Aderholt Remarks at Oversight Hearing: "Challenges Faced by Rural America" (As Prepared)
Good morning. I’ve really been looking forward to our hearing today. First, I would like to thank all our witnesses for taking time to come speak to us today.
I am proud to represent the fourth district of Alabama. My district is comprised of 14 counties which extend from the Mississippi border to the Georgia state line. My district has only three cities with a population over twenty thousand. For perspective, the University of Alabama football team plays in a stadium that holds well over 100,000 people. The fourth district of Alabama is a beautiful and diverse area with much to offer. However, like many rural parts of our country, we face many unique challenges, and I have found that many of our policy debates here in Washington D.C. overlook and disregard the many challenges that rural Americans face.
Many of my colleagues also represent rural areas. Our districts have been challenged by the limited access to health care, workforce opportunities that are insufficient, and an education system that often is not able to meet the needs of students, and especially those with a disability. I intend for today’s hearing to shed light on some of these challenges faced by our rural constituents, but also present solutions to address them.
I’d like to start with some basic information. Just under fifty million Americans live in a rural area, making up just under fourteen percent of the US population. A typical rural county contains less than 10 percent of the typical urban county, with just over an average population of twenty thousand.
Access to quality health care, lack of specialty care and nursing shortages, high rates of opioid addictions, lack of facilities and a disproportionate burden of chronic disease relative to the rest of the country are challenges we face daily.
Due to geographic isolation, we also face lack of access to many educational services, such as specialized services for children with disabilities and opportunities for higher education near home.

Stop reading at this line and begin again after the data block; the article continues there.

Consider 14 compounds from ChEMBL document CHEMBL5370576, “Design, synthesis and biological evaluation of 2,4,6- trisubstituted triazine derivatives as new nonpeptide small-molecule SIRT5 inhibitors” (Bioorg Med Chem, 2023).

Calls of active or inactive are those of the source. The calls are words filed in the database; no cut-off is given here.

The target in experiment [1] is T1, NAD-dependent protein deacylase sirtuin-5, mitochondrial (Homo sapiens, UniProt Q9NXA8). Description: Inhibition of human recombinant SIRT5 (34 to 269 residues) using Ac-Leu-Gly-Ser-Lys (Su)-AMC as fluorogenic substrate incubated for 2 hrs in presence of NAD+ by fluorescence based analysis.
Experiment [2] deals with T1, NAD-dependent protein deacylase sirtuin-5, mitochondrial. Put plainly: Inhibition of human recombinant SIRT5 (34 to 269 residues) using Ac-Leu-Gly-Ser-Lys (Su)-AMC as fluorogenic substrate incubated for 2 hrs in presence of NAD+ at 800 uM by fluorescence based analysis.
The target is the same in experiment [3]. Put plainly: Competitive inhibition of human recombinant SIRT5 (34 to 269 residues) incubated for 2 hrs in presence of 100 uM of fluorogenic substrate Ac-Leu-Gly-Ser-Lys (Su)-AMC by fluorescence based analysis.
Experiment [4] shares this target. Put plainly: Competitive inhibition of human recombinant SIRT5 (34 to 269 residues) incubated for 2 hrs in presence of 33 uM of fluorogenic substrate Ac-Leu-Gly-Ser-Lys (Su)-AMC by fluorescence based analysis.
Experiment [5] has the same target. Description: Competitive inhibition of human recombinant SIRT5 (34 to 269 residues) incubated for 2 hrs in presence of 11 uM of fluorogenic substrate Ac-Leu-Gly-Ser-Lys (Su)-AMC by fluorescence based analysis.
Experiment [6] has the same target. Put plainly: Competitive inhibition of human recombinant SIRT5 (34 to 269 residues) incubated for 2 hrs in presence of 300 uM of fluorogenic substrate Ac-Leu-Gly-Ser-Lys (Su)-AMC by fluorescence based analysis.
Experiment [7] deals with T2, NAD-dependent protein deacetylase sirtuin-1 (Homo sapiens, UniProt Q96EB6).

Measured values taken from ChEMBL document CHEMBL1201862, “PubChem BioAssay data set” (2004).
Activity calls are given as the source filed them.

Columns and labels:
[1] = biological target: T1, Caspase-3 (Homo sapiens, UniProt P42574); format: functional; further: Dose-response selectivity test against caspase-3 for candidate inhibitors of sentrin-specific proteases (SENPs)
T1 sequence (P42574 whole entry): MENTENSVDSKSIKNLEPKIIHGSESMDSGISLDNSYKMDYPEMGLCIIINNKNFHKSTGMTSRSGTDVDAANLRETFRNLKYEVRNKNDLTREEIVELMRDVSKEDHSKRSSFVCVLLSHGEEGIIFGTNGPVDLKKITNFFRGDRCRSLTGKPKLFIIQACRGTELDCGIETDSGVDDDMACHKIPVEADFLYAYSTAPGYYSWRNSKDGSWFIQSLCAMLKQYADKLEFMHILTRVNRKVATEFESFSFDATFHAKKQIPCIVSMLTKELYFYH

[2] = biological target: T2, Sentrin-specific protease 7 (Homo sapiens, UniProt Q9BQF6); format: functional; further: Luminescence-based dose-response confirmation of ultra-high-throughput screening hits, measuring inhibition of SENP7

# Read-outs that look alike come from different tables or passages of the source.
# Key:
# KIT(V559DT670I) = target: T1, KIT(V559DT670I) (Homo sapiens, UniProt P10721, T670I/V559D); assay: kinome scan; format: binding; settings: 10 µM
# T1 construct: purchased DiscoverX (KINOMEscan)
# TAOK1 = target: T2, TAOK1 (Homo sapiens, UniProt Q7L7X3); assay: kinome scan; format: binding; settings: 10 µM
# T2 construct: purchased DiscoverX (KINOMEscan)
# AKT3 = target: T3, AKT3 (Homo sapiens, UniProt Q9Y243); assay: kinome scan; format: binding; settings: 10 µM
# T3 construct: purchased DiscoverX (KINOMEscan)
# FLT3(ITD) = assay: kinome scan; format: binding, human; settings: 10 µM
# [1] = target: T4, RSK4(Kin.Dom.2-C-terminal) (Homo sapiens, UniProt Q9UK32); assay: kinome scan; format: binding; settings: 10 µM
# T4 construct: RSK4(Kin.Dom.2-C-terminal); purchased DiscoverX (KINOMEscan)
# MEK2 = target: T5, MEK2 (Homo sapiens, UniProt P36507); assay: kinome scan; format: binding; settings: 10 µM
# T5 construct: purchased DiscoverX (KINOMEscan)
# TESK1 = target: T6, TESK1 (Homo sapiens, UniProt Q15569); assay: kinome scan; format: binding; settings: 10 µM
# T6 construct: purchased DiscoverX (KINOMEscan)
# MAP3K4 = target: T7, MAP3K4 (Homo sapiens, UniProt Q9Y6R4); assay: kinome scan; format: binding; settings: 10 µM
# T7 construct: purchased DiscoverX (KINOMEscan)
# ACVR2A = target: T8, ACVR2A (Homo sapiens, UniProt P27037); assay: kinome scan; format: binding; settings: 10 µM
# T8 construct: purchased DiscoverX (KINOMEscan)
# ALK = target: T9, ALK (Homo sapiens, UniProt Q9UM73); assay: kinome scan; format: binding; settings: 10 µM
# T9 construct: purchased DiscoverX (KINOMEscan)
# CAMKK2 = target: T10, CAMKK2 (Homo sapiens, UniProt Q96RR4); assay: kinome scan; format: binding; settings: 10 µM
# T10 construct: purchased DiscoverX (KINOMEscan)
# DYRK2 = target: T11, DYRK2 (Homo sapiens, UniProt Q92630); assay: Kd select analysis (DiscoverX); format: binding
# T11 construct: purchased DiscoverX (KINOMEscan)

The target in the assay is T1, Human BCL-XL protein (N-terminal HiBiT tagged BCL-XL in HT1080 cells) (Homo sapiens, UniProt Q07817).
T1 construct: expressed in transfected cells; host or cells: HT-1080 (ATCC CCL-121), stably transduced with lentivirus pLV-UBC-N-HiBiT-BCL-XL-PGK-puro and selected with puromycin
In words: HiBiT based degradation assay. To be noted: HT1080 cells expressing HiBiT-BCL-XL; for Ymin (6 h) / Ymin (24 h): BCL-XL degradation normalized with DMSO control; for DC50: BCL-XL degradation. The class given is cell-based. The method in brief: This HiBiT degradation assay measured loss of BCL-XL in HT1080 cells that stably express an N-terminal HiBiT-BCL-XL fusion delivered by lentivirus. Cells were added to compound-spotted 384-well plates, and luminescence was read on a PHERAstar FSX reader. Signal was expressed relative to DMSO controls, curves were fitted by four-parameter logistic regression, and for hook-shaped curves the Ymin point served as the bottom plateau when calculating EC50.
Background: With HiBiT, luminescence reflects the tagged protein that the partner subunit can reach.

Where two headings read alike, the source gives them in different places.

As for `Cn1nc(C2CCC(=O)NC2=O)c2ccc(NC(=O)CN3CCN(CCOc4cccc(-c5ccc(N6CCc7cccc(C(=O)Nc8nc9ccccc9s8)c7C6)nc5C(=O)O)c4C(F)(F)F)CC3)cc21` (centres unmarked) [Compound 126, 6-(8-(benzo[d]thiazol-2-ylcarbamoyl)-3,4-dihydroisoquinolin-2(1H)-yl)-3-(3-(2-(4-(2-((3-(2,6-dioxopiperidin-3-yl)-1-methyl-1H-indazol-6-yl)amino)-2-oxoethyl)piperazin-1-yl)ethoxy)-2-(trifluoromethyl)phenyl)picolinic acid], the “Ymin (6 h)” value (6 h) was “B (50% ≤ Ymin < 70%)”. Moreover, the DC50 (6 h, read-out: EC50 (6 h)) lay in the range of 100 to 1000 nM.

Unemployment in rural areas reached levels not seen since the Great Depression in the 1930s – and even now rural unemployment continues to be higher than the national average. We face challenges in developing and maintaining a high skilled workforce, with some areas’ local economies reliant on a single industry or sector.
And while not the jurisdiction of this subcommittee, I would be remiss if I did not mention the impact of limited access to broadband in rural America and the impact of the pandemic with the move to virtual internet-based platforms. These areas represent a smaller customer base and more difficult terrain, in addition to a lower adoption rate, this results in higher prices and fewer options. As more services move online, especially in education and healthcare, the gap between urban and rural areas for internet service will only magnify the gap in access between urban and rural populations.
The Departments covered by this subcommittee have several programs targeting rural populations. We have asked witnesses from each agency to come before us today to speak about the work these programs are doing to address the challenges of our communities.
We will also hear from a second panel of experts in the areas of health, education and workforce development who can tell us more about the day to day challenges they face in delivering these important services in rural America.
Rural Americans are the backbone of this country The small businesses, healthcare workers and educators of my great state of Alabama, and many other rural states, continue to strive to better their own communities, despite the disparities they face. It’s past time for us to draw attention to these issues – and take action.
I look forward to hearing about the programs that are working for rural America and see what we can do to help this Committee better serve all Americans.
I would now like to turn to the Committee’s Ranking Member for any remarks she would like to make.